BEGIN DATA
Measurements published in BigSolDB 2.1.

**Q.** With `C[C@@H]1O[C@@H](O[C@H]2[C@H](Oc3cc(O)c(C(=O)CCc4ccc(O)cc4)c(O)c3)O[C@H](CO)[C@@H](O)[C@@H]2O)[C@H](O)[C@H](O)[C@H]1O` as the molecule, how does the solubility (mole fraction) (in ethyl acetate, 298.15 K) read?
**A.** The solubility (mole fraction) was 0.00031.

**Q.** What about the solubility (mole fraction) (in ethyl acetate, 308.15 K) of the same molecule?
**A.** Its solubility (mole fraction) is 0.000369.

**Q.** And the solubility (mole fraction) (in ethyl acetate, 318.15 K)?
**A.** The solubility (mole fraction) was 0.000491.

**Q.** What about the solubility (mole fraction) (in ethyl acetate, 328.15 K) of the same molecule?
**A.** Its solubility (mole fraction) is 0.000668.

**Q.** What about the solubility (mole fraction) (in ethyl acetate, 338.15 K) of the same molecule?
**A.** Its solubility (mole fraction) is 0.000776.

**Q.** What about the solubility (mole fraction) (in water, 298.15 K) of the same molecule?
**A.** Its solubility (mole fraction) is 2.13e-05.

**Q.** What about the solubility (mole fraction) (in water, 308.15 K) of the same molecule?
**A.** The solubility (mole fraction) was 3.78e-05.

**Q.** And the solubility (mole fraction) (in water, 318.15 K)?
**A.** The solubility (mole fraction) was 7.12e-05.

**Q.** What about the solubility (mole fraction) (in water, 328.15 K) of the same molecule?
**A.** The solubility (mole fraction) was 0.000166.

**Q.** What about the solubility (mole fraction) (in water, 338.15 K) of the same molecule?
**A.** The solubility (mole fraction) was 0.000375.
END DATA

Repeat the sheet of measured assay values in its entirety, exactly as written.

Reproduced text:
Measurements published in BigSolDB 2.1.

**Q.** With `C[C@@H]1O[C@@H](O[C@H]2[C@H](Oc3cc(O)c(C(=O)CCc4ccc(O)cc4)c(O)c3)O[C@H](CO)[C@@H](O)[C@@H]2O)[C@H](O)[C@H](O)[C@H]1O` as the molecule, how does the solubility (mole fraction) (in ethyl acetate, 298.15 K) read?
**A.** The solubility (mole fraction) was 0.00031.

**Q.** What about the solubility (mole fraction) (in ethyl acetate, 308.15 K) of the same molecule?
**A.** Its solubility (mole fraction) is 0.000369.

**Q.** And the solubility (mole fraction) (in ethyl acetate, 318.15 K)?
**A.** The solubility (mole fraction) was 0.000491.

**Q.** What about the solubility (mole fraction) (in ethyl acetate, 328.15 K) of the same molecule?
**A.** Its solubility (mole fraction) is 0.000668.

**Q.** What about the solubility (mole fraction) (in ethyl acetate, 338.15 K) of the same molecule?
**A.** Its solubility (mole fraction) is 0.000776.

**Q.** What about the solubility (mole fraction) (in water, 298.15 K) of the same molecule?
**A.** Its solubility (mole fraction) is 2.13e-05.

**Q.** What about the solubility (mole fraction) (in water, 308.15 K) of the same molecule?
**A.** The solubility (mole fraction) was 3.78e-05.

**Q.** And the solubility (mole fraction) (in water, 318.15 K)?
**A.** The solubility (mole fraction) was 7.12e-05.

**Q.** What about the solubility (mole fraction) (in water, 328.15 K) of the same molecule?
**A.** The solubility (mole fraction) was 0.000166.

**Q.** What about the solubility (mole fraction) (in water, 338.15 K) of the same molecule?
**A.** The solubility (mole fraction) was 0.000375.